Hi again from Las Vegas, where it's been a long week here at CES. Wait, I'm being told it's only Tuesday. That can't be right.
Intel CEO Brian Krzanich, speaking at CES 2018. Photo: Intel
Intel CEO Brian Krzanich certainly pulled out all the stops for his CES keynote Monday night. The two-hour talk included a demonstration of autonomous cars, a flying taxi and a drone light show, along with a host of product announcements.
The key points: Intel was trying to show its Mobileye deal is paying off, demonstrating one of its prototype self-driving cars and announcing a new deal with China's SAIC Motor.
Highlight reel: Krzanich also brought out former NFL player and current broadcaster Tony Romo to talk about the company's Intel True View technology that lets you view sports from any angle. But Krzanich initially mentioned Romo before showing a clip of Patriots QB Tom Brady.
“People get me mixed up with Tom Brady all the time,” Romo quipped. Krzanich joked the same thing happens to him.
Tackling the elephant in the room: Intel didn't shy away from talk about the recently disclosed chip flaw affecting it and the rest of the industry. Krzanich praised the industry for working together and noted that as yet there haven't been any customer data losses.
"We are working tirelessly to ensure it stays that way," he said.
Encore: The drone display, which Krzanich said broke a Guinness record for largest indoor display without use of GPS, didn't end with the keynote. A couple hours later Intel augmented the Bellagio's usual water-and-light show with another round of dancing drones.
A poster at CES2018 showing some of the speakers who aren't white men. Photo: Ina Fried / Axios
How eager is CES to show appear diverse? It's got me on a giant billboard as you enter the event, along with a few other women and people of color.
The reality: While it calls us "featured speakers," all the solo keynote speakers are men, a fact that has engendered lots of criticism. As for my role, I am moderating a small breakout session on Thursday afternoon on the future of robotics. I'm hoping it will be a good discussion on an important topic, but I am hardly a featured speaker.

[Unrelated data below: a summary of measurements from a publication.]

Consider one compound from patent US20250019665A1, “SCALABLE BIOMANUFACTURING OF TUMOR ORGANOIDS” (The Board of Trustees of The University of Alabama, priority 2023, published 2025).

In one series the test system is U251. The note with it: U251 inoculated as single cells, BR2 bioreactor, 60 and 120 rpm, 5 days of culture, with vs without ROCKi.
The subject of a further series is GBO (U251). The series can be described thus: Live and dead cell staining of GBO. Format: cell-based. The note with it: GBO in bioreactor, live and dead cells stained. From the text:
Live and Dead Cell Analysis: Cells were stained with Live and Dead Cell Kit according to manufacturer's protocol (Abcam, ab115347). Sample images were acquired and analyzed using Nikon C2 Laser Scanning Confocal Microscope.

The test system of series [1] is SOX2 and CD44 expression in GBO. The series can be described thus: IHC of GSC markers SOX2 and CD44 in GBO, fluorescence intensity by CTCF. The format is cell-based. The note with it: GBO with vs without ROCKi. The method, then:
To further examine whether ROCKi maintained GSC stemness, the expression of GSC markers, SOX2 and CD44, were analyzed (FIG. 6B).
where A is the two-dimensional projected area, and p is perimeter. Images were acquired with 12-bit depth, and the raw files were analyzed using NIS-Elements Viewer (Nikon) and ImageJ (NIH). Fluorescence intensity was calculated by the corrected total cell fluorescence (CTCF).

What CES says: I had a long chat with CES senior VP Jeff Joseph on how CES approached this year's speaker lineup and its thinking going forward. Here are his key points:
My thought bubble: I respectfully disagree. My small presence is augmented, not diminished, by hearing from other diverse speakers, especially those in prominent roles.
When it comes to tech leaders, there are plenty of women and people of color. True, we are not all CEOs, or even close. But a broad audience on the future of consumer electronics can certainly benefit from hearing from women and non-white leaders who are not chief executives. Plus, there are a fair number of people of color and women who are CEOs, and I think it's fair to say a good-sized cross section would enjoy hearing from them.
Illustration: Lazaro Gamio / Axios
The addictive power of the technology that dominates every aspect of daily life is getting more and more attention from people who may have enough influence to do something about it.
Why it matters: Criticism of technology's impact on society is not new, but smartphones and social media are becoming even more pervasive, particularly for children and teenagers. Now a larger number of mainstream voices from former execs to investors are raising pointed questions about the impact of iPhones and Facebook on the mental health of the people who use them.
Axios' David McCabe has more here on what people are saying in D.C., across the tech industry and at CES.
My thought bubble: While some people here certainly have views on the subject, it’s hardy the center of conversation at CES. People here are more interested in what’s the next gadget they can add to their collection than addressing the fact they already have too many.
That doesn't mean it's not an issue worth paying attention to (she says, looking down at her phone.)
Sinclair's proposed $3.9 billion acquisition of Tribune Media would give the conservative-leaning company control of an additional TV station in Des Moines, Iowa — one of the most important presidential primary media markets in the country.
Why it matters: It underscores Democrats' worries about the deal giving a right-leaning company significantly more control over local news. The Sinclair-Tribune deal is expected to be approved by regulators this quarter. Sinclair also already has a significant footprint in other major primary states, including New Hampshire and South Carolina.
Why local news matters: Local news is still the most popular way for people in America to get their news — something merger opponents fear could be exploited if a conservative-leaning broadcaster reaches more than 70% of American households.
FCC Commissioner Jessica Rosenworcel, a Democrat, told us that if the merger goes through, Sinclair will have "extraordinary power to influence what we see, hear, and learn."
Don’t forget: We still don't know which stations the Justice Department might push Sinclair to divest from, before allowing the deal.
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